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|Interactions of quantum affine algebras with
cluster algebras, current algebras and categorification
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June 2 - June 4: Summer School
June 5 - June 8: Conference
June 6: Reception and Banquet dinner
Alistair Savage (University of Ottawa, Canada)
String diagrams and categorification
Diagrammatic methods have come to play a vital role in the modern theory of categorification. The goal of this mini-course is to introduce students to these methods. We will discuss the string diagram formalism for monoidal categories, where morphisms are represented by planar diagrams, and will see how the concept of adjunction is extremely natural from this point of view. We will then discuss applications to categorification, emphasizing the importance of pivotal categories, where one has a natural topological notion of duals.
Bernard Leclerc (Université de Caen, France)
Quantum affine algebras and cluster algebras
Ten years ago, it was observed that cluster algebras play a role in the representation theory of quantum affine algebras. Certain monoidal categories of finite-dimensional representations were shown to have a Grothendieck ring with a natural structure of a cluster algebra of finite type $A$, $D$, $E$. Since then, cluster algebras have developed into a new combinatorial tool for studying finite-dimensional simple modules over quantum affine algebras. For instance the special class of real simple modules, which conjecturally correspond to cluster monomials, have been shown to enjoy interesting properties. This minicourse will provide an introduction to these ideas, following the works of many people: Hernandez-Leclerc, Nakajima, Kimura-Qin, Kang-Kashiwara-Kim-Oh, Qin, Brito-Chari-Moura, ...
Abstracts of talks
Aaron Lauda (University of Southern California, USA)
Current Algebras and Categorification
Many important algebraic objects such as quantum groups, Hecke algebras, and Heisenberg algebras admit diagrammatically defined categorifications. These categorifications are certain monoidal categories defined by planar diagrams modulo local relations. Typically, decategorification is the operation of reducing a monoidal category to an algebra by taking the Grothendieck ring of the category. However, the diagrammatic nature of these categorifications suggests an alternative decategorification, the 'trace', which can be thought of as the result of restricting to diagrams that live on an annulus. In this talk we will explain how the theory of categorified quantum groups recovers the current algebra and some of its representations via its trace decategorification. A basic consequence of this theory is that any 2-representation of the categorified quantum group automatically gives a representation of the current algebra on a part of the 2-representation.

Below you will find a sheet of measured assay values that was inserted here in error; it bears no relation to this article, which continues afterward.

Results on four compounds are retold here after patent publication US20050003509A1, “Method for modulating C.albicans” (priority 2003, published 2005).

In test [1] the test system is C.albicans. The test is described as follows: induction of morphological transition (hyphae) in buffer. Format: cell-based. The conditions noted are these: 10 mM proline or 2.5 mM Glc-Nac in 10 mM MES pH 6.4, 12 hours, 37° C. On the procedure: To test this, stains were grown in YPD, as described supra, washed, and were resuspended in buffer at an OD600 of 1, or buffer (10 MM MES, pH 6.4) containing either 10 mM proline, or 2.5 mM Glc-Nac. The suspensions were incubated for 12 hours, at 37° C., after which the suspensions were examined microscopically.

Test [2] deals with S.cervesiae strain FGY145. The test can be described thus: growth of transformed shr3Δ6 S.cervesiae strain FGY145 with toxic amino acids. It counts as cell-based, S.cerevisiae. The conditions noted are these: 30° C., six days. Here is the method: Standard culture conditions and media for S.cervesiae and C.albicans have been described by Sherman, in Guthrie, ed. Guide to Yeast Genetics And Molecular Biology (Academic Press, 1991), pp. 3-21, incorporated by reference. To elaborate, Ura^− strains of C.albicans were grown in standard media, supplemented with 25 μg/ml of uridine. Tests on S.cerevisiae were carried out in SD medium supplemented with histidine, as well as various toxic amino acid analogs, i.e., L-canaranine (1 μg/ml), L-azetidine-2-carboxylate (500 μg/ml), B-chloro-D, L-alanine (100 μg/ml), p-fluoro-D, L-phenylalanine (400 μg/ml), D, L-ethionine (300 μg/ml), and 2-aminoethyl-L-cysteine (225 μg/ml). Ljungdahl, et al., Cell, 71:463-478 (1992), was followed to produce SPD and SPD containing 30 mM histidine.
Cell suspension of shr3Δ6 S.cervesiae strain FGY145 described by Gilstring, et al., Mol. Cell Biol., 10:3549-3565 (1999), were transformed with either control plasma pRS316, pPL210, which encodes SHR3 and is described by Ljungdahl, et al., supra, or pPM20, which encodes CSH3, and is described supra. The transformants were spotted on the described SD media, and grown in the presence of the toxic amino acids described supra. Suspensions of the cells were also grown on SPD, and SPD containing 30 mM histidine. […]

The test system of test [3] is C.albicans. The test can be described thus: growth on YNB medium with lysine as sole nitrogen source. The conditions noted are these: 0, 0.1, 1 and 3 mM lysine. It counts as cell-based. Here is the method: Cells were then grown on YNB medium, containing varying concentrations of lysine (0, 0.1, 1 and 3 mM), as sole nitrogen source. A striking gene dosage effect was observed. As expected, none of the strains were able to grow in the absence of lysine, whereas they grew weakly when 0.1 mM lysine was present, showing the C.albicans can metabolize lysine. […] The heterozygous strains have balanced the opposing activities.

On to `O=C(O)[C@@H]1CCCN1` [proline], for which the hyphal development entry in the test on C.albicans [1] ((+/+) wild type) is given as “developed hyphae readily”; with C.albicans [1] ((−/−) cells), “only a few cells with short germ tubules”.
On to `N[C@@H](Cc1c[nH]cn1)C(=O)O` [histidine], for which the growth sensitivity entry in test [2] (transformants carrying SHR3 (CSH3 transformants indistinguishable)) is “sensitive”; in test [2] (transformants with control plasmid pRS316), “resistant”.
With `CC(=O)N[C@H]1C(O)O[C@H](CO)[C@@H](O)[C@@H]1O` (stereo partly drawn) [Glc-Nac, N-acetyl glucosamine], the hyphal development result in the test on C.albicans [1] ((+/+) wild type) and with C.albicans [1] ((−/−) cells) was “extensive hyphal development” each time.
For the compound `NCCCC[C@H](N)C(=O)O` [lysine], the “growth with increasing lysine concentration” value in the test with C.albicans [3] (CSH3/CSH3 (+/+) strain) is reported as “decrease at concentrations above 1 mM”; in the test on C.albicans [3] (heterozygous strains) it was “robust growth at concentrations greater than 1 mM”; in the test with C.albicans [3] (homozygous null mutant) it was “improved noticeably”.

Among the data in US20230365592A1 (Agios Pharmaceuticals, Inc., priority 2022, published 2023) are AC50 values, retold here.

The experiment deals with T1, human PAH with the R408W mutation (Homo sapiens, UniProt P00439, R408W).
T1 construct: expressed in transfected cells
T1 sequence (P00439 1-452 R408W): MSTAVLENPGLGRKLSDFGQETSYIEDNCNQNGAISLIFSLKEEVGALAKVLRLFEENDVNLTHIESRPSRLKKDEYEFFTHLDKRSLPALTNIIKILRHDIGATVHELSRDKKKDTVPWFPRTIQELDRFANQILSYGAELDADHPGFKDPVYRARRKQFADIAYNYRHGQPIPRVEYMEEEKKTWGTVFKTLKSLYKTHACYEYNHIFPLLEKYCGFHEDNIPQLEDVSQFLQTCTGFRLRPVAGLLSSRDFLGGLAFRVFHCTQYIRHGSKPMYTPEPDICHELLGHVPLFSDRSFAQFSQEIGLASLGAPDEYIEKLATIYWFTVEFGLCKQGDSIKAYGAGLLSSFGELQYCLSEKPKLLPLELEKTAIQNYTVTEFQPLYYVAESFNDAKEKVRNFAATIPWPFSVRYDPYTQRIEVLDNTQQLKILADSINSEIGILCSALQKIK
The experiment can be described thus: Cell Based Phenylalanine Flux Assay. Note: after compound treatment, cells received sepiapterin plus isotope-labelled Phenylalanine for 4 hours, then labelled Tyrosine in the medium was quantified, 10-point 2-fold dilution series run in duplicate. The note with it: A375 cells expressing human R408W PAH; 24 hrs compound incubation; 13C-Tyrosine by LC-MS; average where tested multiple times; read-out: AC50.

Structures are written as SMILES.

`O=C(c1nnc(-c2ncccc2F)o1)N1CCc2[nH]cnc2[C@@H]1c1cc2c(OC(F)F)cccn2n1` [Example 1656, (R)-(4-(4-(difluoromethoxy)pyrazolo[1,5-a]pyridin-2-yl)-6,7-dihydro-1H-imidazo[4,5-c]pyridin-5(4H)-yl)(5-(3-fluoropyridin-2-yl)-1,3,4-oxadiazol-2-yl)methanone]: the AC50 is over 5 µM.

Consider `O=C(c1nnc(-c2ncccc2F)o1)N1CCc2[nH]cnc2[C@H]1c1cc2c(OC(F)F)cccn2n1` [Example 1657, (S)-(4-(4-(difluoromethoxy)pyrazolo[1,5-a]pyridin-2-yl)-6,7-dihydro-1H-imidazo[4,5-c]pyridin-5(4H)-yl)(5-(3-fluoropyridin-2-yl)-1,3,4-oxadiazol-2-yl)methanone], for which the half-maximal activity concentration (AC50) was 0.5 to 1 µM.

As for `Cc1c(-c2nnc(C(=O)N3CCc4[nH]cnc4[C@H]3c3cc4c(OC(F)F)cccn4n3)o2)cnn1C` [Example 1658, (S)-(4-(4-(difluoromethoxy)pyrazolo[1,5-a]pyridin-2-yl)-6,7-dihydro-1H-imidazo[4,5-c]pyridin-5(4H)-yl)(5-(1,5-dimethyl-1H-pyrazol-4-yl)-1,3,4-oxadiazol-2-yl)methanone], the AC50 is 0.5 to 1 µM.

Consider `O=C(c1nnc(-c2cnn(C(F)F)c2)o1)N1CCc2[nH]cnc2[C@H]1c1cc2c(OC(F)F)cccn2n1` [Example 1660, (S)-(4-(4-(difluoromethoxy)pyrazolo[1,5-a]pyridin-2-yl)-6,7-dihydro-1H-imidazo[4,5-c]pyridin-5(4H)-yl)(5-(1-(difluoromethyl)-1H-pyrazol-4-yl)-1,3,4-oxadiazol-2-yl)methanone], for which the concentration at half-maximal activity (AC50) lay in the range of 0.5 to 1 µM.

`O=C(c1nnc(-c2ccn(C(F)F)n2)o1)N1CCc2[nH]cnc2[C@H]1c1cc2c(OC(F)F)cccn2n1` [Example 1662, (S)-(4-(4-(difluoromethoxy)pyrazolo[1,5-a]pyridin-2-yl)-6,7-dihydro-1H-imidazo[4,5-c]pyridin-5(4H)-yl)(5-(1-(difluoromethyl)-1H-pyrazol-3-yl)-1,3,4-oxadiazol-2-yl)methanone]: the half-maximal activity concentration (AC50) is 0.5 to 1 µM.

Yiqiang Li (University of Buffalo, USA)
Quiver varieties and symmetric pairs
To an $ADE$ Dynkin diagram, one can attach a simply-laced complex simple Lie algebra, say $\mathfrak g$, and a class of Nakajima's quiver varieties. The latter provides a natural home for a geometric representation theory of the former. If the algebra $\mathfrak g$ is further equipped with an involution, it leads to a so-called symmetric pair $(\mathfrak g,\mathfrak k)$ where $\mathfrak k$ is the fixed-point subalgebra under the involution. In this talk, I’ll present bridges at several levels between symmetric pairs and Nakajima varieties.
|Funded by the National Science Foundation||Partially supported by the European Research Council with the ERC Grant "Qaffine"|